Moving away from traditional forms, I am experimenting with angular structures inspired by the jagged cliffs of the coastline: these are constructed in an abstract way of combining cut panels until they represent a rocky outcrop.
Plus playing with colour vs highly textured white vs black & white. It is all very experimental at the moment.
I continue to work on these themes and experiment with each kiln firing. There is much to do, and each firing brings new treasures, but also lots of ideas to expand on. The idea is to create individual sculptures. I think most of this year will be experiments and personal development, working hard in sketchbooks and large-scale paper, playing with areas of simplified marks versus detailed pattern effects, and translating this onto clay. I am also looking forward to another trip to the Highlands in the spring; taking more time in fewer coastal areas, to really capture its magical qualities.
What is the question that you most get asked about your work?
The main question is about the ceramic surface and techniques I use to create them. I create my personal textured plaster batt, which have played a major role in all my work over the last 10 years. I create a patchwork of textured clay, creating an abstract picture, which is then cast in plaster. This allows me to create interesting surfaces without lots of joins but contain textural interest. It was important to create surface detail, but on a simple form with fluid lines, to work with contrasts, of texture vs simplicity, matt texture vs gloss interior. Impressions are taking onto slabs of clay either in total or I pick and choose elements to use in the works.
I am also asked about hand-building with porcelain, and its constraints. Mixing my own combination of paper porcelain and porcelain enables it to take the texture so well and have a good weight to the work. I first experimented with paper porcelain, which was successful for small pieces, but it felt wrong to me for larger work. It did not have the weight needed to convey a large piece of work, as the paper all burnt away in the kiln leaving less porcelain within the vessel.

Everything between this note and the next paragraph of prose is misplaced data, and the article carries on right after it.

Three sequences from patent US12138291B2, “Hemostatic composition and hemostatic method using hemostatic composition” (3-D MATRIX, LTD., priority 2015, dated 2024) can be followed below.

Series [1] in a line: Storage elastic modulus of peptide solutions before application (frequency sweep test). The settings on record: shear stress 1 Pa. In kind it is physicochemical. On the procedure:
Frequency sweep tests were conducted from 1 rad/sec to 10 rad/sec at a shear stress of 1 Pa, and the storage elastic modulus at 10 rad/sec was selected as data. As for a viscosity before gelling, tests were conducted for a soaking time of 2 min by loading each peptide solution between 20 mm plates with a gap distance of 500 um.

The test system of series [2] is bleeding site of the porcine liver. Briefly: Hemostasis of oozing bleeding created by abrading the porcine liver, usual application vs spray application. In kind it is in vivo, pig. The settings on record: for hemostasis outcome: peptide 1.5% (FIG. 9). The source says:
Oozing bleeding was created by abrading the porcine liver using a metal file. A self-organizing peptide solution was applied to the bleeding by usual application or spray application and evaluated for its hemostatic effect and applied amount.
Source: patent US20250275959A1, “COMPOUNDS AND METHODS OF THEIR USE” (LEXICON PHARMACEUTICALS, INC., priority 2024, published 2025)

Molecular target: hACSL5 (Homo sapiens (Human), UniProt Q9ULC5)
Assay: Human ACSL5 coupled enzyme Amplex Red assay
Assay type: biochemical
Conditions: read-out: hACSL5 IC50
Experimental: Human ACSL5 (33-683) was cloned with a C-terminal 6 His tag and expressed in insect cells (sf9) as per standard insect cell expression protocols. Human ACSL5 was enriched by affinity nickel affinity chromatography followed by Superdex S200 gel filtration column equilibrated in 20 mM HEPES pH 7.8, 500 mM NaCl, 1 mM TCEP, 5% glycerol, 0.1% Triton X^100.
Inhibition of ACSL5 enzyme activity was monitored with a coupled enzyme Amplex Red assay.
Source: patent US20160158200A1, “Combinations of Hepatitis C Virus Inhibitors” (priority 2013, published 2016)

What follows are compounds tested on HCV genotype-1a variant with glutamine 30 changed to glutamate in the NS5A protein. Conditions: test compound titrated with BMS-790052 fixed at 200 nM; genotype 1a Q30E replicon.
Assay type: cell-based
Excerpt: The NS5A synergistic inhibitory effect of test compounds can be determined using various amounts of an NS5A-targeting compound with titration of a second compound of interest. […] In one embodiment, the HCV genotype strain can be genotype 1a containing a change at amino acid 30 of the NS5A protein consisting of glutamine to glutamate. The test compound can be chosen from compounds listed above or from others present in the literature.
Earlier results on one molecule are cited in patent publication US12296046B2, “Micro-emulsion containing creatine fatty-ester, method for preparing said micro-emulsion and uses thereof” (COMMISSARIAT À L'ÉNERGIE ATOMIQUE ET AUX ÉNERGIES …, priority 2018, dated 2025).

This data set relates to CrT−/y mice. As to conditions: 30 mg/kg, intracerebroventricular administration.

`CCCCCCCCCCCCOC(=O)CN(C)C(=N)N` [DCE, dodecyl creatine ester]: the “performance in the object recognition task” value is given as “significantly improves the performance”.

And then I am often asked about the painterly quality; the glazes, pencils, and underglaze washes used to layer and bring out the textured surface in final firing. I try not to refire work, as the porcelain does not like it! And I have to be careful of textures that create thick and thin points, which affect stability causing cracking!
Who are what inspires you?
I love art and have always followed that passion. My O level art teacher Mr Clarke, at Kent College, encouraged me to go on to A-level, a path that led to a degree in Fashion and Textiles. I took a break from creating whilst pursuing my buying career but was lucky enough to try ceramic evening classes after starting a family. Creating work has kept me passionate about art, and constantly learning. And my family have been encouragingly supportive. But a big inspiration is that I have been lucky enough to work in environments where I have met some amazing ceramic makers who freely share their wealth of knowledge. Potters trips, visiting demonstrators, the ceramic family at Art in Clay, and many others all share; work cannot be recreated exactly and do not want to copy, just learn more.